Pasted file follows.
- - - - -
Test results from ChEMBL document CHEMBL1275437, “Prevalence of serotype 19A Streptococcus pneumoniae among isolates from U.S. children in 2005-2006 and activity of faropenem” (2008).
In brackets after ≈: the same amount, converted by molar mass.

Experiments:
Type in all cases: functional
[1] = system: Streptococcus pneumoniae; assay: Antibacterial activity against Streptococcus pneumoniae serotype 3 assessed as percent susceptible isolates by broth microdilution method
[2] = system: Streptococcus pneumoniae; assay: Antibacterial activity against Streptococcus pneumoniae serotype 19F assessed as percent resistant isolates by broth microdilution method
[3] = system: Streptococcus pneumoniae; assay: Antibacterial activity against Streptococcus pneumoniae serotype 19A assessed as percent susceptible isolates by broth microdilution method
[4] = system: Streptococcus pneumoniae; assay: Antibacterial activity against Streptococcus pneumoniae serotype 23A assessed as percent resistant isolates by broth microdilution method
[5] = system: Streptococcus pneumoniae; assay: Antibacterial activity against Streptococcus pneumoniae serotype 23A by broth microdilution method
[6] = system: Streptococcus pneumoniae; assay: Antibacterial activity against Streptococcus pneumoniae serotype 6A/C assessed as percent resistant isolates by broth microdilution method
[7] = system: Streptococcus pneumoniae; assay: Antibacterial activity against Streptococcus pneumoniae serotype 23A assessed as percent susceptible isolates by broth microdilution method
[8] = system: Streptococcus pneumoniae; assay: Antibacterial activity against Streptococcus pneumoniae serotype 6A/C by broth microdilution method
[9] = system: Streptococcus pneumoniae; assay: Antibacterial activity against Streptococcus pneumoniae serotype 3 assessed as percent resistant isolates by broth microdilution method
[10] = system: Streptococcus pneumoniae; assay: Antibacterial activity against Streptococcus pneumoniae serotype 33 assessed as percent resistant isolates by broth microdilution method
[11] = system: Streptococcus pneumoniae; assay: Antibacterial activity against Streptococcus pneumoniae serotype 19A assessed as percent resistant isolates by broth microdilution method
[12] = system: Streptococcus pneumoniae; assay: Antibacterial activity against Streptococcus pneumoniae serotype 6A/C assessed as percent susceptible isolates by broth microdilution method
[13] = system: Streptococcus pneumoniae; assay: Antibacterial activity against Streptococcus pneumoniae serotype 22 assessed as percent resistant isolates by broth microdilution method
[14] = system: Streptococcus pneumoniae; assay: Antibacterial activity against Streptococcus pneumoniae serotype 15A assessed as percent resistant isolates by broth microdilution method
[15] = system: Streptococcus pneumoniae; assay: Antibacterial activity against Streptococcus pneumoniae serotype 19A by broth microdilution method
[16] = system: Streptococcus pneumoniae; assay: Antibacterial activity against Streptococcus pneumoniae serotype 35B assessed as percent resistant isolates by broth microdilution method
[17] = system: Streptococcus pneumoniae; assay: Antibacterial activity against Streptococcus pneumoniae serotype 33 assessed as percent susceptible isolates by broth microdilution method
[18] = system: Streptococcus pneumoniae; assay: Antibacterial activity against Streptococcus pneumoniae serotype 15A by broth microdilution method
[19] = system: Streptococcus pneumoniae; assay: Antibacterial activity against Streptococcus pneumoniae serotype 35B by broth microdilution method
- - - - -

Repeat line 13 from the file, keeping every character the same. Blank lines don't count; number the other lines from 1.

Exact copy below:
[9] = system: Streptococcus pneumoniae; assay: Antibacterial activity against Streptococcus pneumoniae serotype 3 assessed as percent resistant isolates by broth microdilution method